SB 5.12.8


yadā kṣitāv eva carācarasya
vidāma niṣṭhāṁ prabhavaṁ ca nityam
tan nāmato ‘nyad vyavahāra-mūlaṁ
nirūpyatāṁ sat-kriyayānumeyam


yadā—therefore; kṣitau—in the earth; eva—certainly; cara-acarasya—of different bodies, some moving and some not moving; vidāma—we know; nistham—annihilation; prabhavam—appearance; ca—and; nityam—regularly by the principles of nature; tat—that; nāmataḥ—than simply by name; anyat—other; vyavahāra-mūlam—cause of material activities; nirūpyatām—let it be ascertained; sat-kriyaya—by actual employment; anumeyam—to be inferred.


All of us on the surface of the globe are living entities in different forms. Some of us are moving and some not moving. All of us come into existence, remain for some time and are annihilated when the body is again mingled with the earth. We are all simply different transformations of the earth. Different bodies and capacities are simply transformations of the earth that exist in name only, for everything grows out of the earth and when everything is annihilated it again mingles with the earth. In other words, we are but dust, and we shall but be dust. Everyone can consider this point.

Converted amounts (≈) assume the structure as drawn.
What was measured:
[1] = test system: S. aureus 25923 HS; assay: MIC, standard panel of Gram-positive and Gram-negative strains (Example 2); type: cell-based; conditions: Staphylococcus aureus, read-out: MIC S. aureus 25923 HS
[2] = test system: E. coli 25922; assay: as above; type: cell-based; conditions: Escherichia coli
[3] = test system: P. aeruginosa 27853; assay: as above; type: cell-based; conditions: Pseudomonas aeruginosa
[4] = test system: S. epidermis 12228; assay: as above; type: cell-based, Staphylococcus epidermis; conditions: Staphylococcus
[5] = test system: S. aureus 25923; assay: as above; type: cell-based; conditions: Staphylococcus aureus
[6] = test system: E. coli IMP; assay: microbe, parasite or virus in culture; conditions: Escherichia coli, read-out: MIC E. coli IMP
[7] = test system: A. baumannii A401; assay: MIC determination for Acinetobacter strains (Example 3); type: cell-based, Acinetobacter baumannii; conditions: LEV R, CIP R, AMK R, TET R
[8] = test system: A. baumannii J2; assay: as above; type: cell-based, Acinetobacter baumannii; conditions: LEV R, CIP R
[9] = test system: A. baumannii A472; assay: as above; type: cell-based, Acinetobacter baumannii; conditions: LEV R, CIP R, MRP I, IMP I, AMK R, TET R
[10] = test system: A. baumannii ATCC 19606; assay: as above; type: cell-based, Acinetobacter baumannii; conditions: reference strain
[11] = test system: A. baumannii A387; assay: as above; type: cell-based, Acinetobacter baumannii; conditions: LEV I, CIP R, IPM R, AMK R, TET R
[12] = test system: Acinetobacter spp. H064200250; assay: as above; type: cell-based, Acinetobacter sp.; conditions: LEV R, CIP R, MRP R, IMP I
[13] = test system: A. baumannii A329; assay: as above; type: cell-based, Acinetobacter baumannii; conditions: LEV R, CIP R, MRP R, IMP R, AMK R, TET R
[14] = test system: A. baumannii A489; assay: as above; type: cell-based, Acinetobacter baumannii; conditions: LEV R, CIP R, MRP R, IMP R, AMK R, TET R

In the Brahma-sūtra it is said: tad-ananyatvam ārabhambhaṇa-śabdādibhyaḥ (2.1.14). This cosmic manifestation is a mixture of matter and spirit, but the cause is the Supreme Brahman, the Supreme Personality of Godhead. Therefore in Śrīmad-Bhāgavatam (1.5.20) it is said: idaṁ hi viśvaṁ bhagavān ivetaraḥ. The entire cosmic manifestation is but a transformation of the energy of the Supreme Personality of Godhead, but because of illusion, no one can appreciate that God is nondifferent from the material world. Actually He is not different, but this material world is simply a transformation of His different energies; parāsya śaktir vividhaiva śrūyate [Cc. Madhya 13.65, purport]. There are also other versions of this in the Vedas: sarvaṁ khalv idaṁ brahma. Matter and spirit are all nondifferent from the Supreme Brahman, Bhagavān. Lord Śrī Kṛṣṇa confirms this statement in the Bhagavad-gītā (Bg. 7.4): me bhinnā prakṛtir aṣṭadhā. The material energy is Kṛṣṇa’s energy, but it is separated from Him. The spiritual energy is also His energy, but it is not separated from Him. When the material energy is engaged in the service of the Supreme Spirit, so-called material energy is also transformed into spiritual energy, just as an iron rod becomes fire when placed in contact with fire. When we can understand by an analytical study that the Supreme Personality of Godhead is the cause of all causes, our knowledge is perfect. Simply understanding the transformations of different energies is partial knowledge. We must come to the ultimate cause. Na te viduḥ svārtha gatiṁ hi viṣṇum [SB 7.5.31]. The knowledge of those who are not interested in knowing the original cause of all emanations is never perfect knowledge. There is nothing in the phenomenal world that is not produced by the supreme energy of the Supreme Personality of Godhead. Aromas from the earth are different scents manufactured and used for different purposes, but the original cause is the earth, nothing else. A waterpot made of earth can be used to carry water for some time, but ultimately the pot is nothing but earth. Therefore there is no difference between the pot and its original ingredient, earth. It is simply a different transformation of the energy. Originally the cause or primary ingredient is the Supreme Personality of Godhead, and the varieties are only by-products. In the Chāndogya Upaniṣad it is stated: yathā saumy ekena mṛt-piṇḍena sarvaṁ mṛnmayaṁ vijñātaṁ syād vācārambhaṇaṁ vikāro nāmadheyaṁ mṛttikety eva satyam. If one studies the earth, he naturally understands the by-products of the earth. The Vedas therefore enjoin, yasmin vijñāte sarvam evaṁ vijñātaṁ bhavati (Muṇḍaka Upaniṣad 1.3): if one simply understands the original cause, Kṛṣṇa, the cause of all causes, then naturally everything else is understood, although it may be presented in different varieties. By understanding the original cause of different varieties, one can understand everything. If we understand Kṛṣṇa, the original cause of everything, we do not need to separately study the subsidiary varieties. Therefore from the very beginning it is said: satyaṁ paraṁ dhīmahi [SB 1.1.1]. One has to concentrate one’s understanding on the Supreme Truth, Kṛṣṇa or Vāsudeva. The word Vāsudeva indicates the Supreme Personality of Godhead, who is the cause of all causes. Mat-sthāni sarva-bhūtāni na cāhaṁ teṣv avasthitaḥ [Bg. 9.4]. This is a summary of phenomenal and noumenal philosophy. The phenomenal world depends on the noumenal existence; similarly, everything exists by virtue of the potency of the Supreme Lord, although due to our ignorance the Supreme Lord is not perceived in everything.

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